Back where it all started: Local educator helps high school students find success

Jose G. Arambul Jr. was the first in his family to graduate from college and his experiences as a migrant and first-generation college student is similar to those that belong to the students in this region, which makes him relatable to many when doing his job at Texas Southmost College.

The Brownsville native became TSC’s Executive Director of High School Programs and Services in October 2020, but this wasn’t his first experience on campus.

In fact, this is the exact place that Arambul’s journey to success began.

“Education was always important for our family,” said the 37-year-old. “No matter what, my parents always ensured that we got the most out of our public school education so that we could have the chance of going to college.”

Arambul and his siblings were never taken out of school to travel for migrant work. Every year, his parents waited until school was out for the summer to go pick and transport strawberries, tomatoes and potatoes, and arrived before it went into session in the fall.

But because money was often a challenge, being able to afford a higher education seemed an impossibility.

“My parents didn’t know about the college process or financial aid, so it was up to me to make their dream of college for us a possibility,” said Arambul. “And lucky for me I had a lot of help from counselors and friends.”

With this help, he was able to earn a bachelor’s degree in sociology with a minor in criminal justice in 2006 from the University of Texas at Brownsville and Texas Southmost College, and a master’s degree in academic advising from Kansas State University in December 2013.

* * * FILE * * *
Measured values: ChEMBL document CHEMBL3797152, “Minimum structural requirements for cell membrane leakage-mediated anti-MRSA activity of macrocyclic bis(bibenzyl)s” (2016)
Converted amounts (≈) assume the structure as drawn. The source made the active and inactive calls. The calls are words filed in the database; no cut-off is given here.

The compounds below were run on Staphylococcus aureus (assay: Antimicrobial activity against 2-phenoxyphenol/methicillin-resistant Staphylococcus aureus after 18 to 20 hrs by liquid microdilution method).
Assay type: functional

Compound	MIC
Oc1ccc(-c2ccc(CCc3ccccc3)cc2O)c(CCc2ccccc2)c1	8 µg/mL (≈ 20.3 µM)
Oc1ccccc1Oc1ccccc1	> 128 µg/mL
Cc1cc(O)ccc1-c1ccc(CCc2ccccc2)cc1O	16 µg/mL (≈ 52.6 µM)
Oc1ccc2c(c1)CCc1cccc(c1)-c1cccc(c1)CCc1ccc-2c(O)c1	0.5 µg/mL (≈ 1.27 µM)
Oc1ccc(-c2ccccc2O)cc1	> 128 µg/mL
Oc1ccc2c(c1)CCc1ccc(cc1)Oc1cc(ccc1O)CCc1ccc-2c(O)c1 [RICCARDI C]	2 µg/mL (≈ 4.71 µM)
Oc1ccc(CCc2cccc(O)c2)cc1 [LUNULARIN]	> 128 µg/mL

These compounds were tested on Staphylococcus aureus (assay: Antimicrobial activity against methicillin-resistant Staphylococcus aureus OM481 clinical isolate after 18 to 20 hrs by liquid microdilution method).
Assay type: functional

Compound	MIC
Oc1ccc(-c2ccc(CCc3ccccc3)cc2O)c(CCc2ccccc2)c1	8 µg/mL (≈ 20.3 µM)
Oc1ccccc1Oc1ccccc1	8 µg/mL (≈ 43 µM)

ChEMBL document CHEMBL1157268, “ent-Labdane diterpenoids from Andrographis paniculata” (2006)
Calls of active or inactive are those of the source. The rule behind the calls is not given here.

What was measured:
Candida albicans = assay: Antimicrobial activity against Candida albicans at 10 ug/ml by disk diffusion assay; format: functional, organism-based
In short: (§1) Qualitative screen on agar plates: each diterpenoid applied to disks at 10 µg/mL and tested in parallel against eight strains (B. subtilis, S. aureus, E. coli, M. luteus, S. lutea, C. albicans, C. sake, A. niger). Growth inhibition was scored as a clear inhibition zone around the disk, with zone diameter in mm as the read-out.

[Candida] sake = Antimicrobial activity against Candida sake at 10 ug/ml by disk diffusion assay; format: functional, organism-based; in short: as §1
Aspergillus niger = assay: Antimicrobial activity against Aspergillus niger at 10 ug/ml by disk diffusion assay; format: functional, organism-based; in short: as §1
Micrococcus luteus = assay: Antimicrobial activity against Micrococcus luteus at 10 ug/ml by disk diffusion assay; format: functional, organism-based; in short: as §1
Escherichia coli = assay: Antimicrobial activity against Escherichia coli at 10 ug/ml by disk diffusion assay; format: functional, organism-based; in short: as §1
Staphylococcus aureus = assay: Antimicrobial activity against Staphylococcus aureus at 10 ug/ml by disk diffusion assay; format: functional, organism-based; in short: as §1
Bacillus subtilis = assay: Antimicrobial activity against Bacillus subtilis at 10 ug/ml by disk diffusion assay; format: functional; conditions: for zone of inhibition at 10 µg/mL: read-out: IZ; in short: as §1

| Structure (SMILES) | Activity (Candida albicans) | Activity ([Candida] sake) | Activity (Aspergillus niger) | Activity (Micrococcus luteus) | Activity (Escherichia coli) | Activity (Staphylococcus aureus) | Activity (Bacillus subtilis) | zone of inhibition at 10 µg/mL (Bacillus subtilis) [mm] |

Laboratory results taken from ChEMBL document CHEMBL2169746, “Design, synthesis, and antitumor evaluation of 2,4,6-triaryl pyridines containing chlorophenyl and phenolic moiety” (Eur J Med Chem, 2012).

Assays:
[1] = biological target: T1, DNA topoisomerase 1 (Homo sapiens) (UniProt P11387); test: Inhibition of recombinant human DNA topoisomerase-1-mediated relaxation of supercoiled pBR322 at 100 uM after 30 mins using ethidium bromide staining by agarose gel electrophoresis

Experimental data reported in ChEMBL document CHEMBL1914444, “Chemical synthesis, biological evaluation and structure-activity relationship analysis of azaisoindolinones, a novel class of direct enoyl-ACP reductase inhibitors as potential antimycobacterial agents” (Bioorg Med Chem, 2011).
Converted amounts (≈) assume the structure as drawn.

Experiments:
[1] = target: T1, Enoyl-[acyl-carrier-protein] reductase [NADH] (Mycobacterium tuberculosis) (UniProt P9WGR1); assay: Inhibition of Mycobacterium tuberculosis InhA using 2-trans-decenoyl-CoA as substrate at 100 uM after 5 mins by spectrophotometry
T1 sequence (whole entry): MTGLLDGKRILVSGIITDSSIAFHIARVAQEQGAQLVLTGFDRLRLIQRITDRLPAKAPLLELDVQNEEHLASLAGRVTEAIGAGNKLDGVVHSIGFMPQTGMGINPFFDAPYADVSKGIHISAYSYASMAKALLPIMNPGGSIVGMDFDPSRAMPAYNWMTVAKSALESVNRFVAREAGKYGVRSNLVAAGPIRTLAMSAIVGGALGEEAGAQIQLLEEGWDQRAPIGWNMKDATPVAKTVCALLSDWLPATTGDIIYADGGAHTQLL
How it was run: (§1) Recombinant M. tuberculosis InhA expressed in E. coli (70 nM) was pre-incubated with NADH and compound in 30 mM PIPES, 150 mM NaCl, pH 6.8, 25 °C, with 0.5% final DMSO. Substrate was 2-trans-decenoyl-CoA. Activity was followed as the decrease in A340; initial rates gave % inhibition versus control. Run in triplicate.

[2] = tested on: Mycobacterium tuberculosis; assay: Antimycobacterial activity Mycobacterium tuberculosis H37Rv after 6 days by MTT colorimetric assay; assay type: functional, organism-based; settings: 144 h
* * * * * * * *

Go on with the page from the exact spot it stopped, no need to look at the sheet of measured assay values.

“A career in education was never my plan,” said Arambul. “I was going to work in the criminal justice field, but after my first job at UTB/TSC, I was hooked on higher education.”

Arambul has now worked in higher education for 17 years, he started out as a police dispatcher at UTB/TSC as a student and went on to work with development and alumni relations, the College Assistance Migrant Program (CAMP), which also helped him transition into college after high school, academic advising and as an early college high school liaison.

“Being able to directly effect change is what I like most about working in education,” he said. “Sharing my story and using my experiences to help others is what motivates me daily.”

From 2018 through October 2020, the 37-year-old also served a two-year stint at IDEA Public Schools in Brownsville as a college counselor.

“Working at IDEA was a very rewarding experience for me,” said Arambul. “I got to directly work with students and impact their futures. One hundred percent of my students went to college. And to this day, from time to time, some still call me and thank me. That’s humbling.”

Now back at TSC, where it all started for Arambul, his goal remains the same – making sure students pursue a higher education.

“We serve hundreds of students within our department with our dual enrollment program,” he said. “Our goal is to expose them to college early and give them the confidence they need to continue their education. This allows them to see that college is a possibility.”

Arambul added that he will continue to work diligently in not only maintaining established partnerships between TSC and numerous Cameron and Willacy county school districts, but also build new ones to give more students the opportunity of saving time and money through dual enrollment.

“I’m happy to be back,” he said. “TSC is the community’s college and it’s a place where we’re all working together for our students to help them learn, grow and succeed.”